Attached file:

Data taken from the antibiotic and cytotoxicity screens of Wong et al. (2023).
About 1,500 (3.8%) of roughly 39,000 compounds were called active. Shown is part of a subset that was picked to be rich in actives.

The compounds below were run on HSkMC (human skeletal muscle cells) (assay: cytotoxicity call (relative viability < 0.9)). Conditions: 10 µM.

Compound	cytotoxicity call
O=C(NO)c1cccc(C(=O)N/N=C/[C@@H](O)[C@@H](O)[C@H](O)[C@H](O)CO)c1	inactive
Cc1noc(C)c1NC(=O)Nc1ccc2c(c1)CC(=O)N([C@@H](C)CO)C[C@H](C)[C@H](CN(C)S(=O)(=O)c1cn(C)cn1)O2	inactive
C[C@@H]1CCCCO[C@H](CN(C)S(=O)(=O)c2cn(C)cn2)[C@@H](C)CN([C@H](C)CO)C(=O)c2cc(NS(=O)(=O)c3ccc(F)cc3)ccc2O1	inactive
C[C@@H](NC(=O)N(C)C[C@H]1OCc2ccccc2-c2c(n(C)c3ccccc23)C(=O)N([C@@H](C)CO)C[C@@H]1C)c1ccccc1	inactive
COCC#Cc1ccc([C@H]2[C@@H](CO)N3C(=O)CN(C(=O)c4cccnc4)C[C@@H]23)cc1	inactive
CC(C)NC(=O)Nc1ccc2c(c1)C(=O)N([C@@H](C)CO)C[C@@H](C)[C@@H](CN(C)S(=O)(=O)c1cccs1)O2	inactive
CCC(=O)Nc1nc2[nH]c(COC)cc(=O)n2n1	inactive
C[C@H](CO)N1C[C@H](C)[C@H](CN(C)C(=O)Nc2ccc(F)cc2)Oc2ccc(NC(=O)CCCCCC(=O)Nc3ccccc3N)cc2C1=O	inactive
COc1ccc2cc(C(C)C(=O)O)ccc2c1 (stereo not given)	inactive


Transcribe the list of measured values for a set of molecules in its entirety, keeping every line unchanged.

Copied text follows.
Data taken from the antibiotic and cytotoxicity screens of Wong et al. (2023).
About 1,500 (3.8%) of roughly 39,000 compounds were called active. Shown is part of a subset that was picked to be rich in actives.

The compounds below were run on HSkMC (human skeletal muscle cells) (assay: cytotoxicity call (relative viability < 0.9)). Conditions: 10 µM.

Compound	cytotoxicity call
O=C(NO)c1cccc(C(=O)N/N=C/[C@@H](O)[C@@H](O)[C@H](O)[C@H](O)CO)c1	inactive
Cc1noc(C)c1NC(=O)Nc1ccc2c(c1)CC(=O)N([C@@H](C)CO)C[C@H](C)[C@H](CN(C)S(=O)(=O)c1cn(C)cn1)O2	inactive
C[C@@H]1CCCCO[C@H](CN(C)S(=O)(=O)c2cn(C)cn2)[C@@H](C)CN([C@H](C)CO)C(=O)c2cc(NS(=O)(=O)c3ccc(F)cc3)ccc2O1	inactive
C[C@@H](NC(=O)N(C)C[C@H]1OCc2ccccc2-c2c(n(C)c3ccccc23)C(=O)N([C@@H](C)CO)C[C@@H]1C)c1ccccc1	inactive
COCC#Cc1ccc([C@H]2[C@@H](CO)N3C(=O)CN(C(=O)c4cccnc4)C[C@@H]23)cc1	inactive
CC(C)NC(=O)Nc1ccc2c(c1)C(=O)N([C@@H](C)CO)C[C@@H](C)[C@@H](CN(C)S(=O)(=O)c1cccs1)O2	inactive
CCC(=O)Nc1nc2[nH]c(COC)cc(=O)n2n1	inactive
C[C@H](CO)N1C[C@H](C)[C@H](CN(C)C(=O)Nc2ccc(F)cc2)Oc2ccc(NC(=O)CCCCCC(=O)Nc3ccccc3N)cc2C1=O	inactive
COc1ccc2cc(C(C)C(=O)O)ccc2c1 (stereo not given)	inactive